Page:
In May 1993, a draft constitution was presented to the twelfth session of parliament, which adopted 88 of the new constitution's 153 articles.
Until mid-1994, Belarus was the only former Soviet republic not to have a president. The chairman of the Supreme Soviet was considered the chief of state, but power remained in the hands of the Council of Ministers headed by a prime minister.
On 19 July 1994, elections for president were held in Belarus. Alyaksandr Lukashenko received 80.1% of the vote. He was elected on a platform of clearing out the ruling Communist establishment. Lukashenko, however, is not a democrat but a Communist populist who appears to have no plans for implementing political or economic reform.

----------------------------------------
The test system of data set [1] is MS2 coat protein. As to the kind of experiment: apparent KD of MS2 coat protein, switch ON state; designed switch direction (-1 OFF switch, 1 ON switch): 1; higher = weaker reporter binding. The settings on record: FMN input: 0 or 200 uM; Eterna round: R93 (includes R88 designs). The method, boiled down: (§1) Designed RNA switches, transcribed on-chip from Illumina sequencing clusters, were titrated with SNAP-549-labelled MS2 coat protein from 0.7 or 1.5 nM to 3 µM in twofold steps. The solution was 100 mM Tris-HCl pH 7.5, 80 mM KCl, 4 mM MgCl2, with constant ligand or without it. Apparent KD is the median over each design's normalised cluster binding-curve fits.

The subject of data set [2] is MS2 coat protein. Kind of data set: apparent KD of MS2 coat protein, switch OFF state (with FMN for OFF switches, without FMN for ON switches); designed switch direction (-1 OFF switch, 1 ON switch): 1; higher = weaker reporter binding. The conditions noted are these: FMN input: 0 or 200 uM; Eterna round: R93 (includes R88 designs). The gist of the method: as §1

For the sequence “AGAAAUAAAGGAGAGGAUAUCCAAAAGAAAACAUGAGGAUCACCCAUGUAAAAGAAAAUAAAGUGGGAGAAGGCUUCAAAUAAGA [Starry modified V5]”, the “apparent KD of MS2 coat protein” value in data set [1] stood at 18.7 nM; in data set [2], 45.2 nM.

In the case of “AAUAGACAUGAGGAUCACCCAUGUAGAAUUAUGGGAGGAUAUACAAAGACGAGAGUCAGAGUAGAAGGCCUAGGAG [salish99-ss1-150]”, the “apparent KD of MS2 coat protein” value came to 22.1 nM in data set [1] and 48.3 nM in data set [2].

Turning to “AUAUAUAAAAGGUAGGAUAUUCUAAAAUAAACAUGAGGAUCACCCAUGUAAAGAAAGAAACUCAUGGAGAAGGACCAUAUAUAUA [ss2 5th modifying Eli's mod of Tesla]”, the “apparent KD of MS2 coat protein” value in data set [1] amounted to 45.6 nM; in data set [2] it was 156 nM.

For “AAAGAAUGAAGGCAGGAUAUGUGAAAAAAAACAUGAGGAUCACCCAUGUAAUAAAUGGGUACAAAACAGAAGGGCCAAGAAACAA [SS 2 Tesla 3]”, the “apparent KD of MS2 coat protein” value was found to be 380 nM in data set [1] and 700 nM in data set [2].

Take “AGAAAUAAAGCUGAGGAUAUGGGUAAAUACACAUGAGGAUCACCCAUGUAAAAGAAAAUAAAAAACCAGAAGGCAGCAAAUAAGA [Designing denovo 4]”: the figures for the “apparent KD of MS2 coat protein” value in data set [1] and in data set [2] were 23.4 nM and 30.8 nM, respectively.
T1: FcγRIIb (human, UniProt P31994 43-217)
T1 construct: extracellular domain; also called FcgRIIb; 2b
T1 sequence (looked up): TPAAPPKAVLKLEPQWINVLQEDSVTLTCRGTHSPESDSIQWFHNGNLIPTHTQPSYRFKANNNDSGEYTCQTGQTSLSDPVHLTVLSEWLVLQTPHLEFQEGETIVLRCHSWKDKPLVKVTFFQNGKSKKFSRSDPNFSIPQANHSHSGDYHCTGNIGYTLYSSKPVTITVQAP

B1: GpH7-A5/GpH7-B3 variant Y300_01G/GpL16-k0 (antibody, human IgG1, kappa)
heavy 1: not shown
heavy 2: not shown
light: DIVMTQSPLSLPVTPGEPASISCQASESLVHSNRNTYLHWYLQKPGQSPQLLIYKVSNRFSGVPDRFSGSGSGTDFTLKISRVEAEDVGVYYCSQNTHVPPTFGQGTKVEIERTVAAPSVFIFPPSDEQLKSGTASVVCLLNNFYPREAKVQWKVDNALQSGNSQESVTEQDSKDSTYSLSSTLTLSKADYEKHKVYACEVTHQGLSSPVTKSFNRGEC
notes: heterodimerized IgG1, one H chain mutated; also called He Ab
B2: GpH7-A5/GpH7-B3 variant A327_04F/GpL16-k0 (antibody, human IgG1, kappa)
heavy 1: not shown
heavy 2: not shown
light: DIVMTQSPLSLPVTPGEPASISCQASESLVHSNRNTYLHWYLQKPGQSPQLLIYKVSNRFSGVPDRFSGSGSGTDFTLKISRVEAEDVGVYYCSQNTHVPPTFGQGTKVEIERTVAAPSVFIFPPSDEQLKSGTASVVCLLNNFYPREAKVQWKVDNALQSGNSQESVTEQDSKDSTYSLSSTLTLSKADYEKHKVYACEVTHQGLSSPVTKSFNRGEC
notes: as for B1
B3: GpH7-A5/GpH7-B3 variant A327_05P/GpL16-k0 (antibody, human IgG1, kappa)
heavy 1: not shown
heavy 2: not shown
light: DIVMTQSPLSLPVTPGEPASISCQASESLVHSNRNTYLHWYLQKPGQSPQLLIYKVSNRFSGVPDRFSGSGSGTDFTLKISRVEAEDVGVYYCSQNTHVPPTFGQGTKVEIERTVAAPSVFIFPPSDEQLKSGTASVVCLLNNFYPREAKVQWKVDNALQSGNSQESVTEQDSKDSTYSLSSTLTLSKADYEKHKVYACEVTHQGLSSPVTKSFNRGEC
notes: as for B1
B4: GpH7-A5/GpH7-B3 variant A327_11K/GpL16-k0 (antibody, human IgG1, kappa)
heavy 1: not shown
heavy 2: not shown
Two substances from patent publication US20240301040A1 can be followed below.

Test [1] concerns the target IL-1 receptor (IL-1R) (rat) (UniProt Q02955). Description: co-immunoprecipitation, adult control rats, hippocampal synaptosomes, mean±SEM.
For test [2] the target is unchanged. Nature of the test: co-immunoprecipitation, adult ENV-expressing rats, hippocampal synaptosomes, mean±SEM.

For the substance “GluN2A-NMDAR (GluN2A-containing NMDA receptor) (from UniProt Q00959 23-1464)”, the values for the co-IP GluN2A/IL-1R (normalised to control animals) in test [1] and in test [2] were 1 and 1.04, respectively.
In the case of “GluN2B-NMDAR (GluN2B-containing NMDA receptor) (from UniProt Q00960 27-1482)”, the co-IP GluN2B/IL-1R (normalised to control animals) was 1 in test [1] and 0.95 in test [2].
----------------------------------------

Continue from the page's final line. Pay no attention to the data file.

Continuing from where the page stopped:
In November 1996, Lukashenko won a plebiscite to expand his powers. He signed a new constitution into law giving the president power to dissolve parliament and authorized the formation of a new bicameral National Assembly with a 64-member upper house, the Council of the Republic, and a 110-member lower house, the House of Representatives. All legislators serve four-year terms. The president's term was also extended until 2001. Lukashenko was reelected in 2001, and the next presidential elections are to be held in September 2006.